I was talking to someone before the start of the holiday season about running the Vendor Provider (VP) for vVols as a VM and what the best practices are around that. I was thinking about the implication of the VP not being available and came to the conclusion that when the VP is unavailable a bunch of things stop working out of which “bind” is probably most important.
The “bind” operation is what allows vSphere to access a given Virtual Volume (vVol), and this operation is issued during a power-on of a VM. This is how the vVols FAQ describes it:
When a vVol is created, it is not immediately accessible for IO. To Access vVol, vSphere needs to issue a “Bind” operation to a VASA Provider (VP), which creates IO access point for a vVol on a Protocol Endpoint (PE) chosen by a VP. A single PE can be the IO access point for multiple vVolss. “Unbind” Operation will remove this IO access point for a given vVol.
This means that when the VP is unavailable, you can’t power-on VMs at that particular time. For many storage systems that problem is mitigated by having the VP as part of their storage system itself, and of course there is the option to have multiple VPs as part of your solution, either in active/active or in active/standby configuration. In the case of VSAN for instance, each host has a VASA provider out of which one is active and others are standby, if the active fails the standby will take over automatically. So to be clear, it is up to the vendor to decide what type of availability to provide for the VP, some have decided to go for a single instance and rely on vSphere HA to restart the appliance, others have created active/standby etc.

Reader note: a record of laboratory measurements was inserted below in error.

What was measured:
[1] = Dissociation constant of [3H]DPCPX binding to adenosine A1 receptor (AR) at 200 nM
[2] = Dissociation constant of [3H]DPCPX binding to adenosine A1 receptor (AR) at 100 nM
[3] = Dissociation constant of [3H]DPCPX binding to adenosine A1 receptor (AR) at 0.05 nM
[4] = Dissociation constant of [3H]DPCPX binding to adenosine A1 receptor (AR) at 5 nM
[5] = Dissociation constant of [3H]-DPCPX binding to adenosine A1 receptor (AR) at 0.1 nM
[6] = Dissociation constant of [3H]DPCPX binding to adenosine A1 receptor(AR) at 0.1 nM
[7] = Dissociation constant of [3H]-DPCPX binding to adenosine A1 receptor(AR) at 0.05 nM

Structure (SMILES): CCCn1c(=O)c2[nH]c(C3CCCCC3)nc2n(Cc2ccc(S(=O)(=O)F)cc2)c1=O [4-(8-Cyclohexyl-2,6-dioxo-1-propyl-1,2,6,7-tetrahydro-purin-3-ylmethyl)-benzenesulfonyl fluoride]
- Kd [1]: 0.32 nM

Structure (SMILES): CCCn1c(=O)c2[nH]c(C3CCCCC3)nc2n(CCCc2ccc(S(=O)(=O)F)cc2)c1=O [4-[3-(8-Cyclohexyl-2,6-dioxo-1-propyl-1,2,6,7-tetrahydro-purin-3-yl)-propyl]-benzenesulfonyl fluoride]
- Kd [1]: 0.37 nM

But back to vVols, what if you own a storage system that requires an external VASA VP as a VM?
- Run your VP VMs in a management cluster, if the hosts in the “production” cluster are impacted and VMs are restarted then at least the VP VMs should be up and running in your management cluster
- Use multiple VP VMs if and when possible, if active/active or active / standby is supported make sure to run your VPs in that configuration
- Do not use vVols for the VP itself, you don’t want to have any (circular) dependency between the availability of the VP and being able to power-on the VP itself
- If there is no availability story for the VP, depending on the configuration of the appliance vSphere FT should be considered.
One more thing, if you are considering buying new storage, I think one question you definitely need to ask your vendor is what their story is around the VP. Is it a VM or is it part of the storage system itself? Is there an availability story for the VP, and if so is this “active/active” or “active/standby”? If not, what do they have on their roadmap around this? You are probably also asking yourself what VMware has planned to solve this problem, well there are a couple of things cooking and I can’t say too much about it. One important effort though is the inclusion of bind/unbind in the T10 SCSI standard, but as you can imagine, those things take time. (Which would allow us to power-on new VMs even when the VP is unavailable as it would be a SCSI command.) Until then, when you design a vVol environment, take the above into account when it comes to your Vendor Provider aka VP!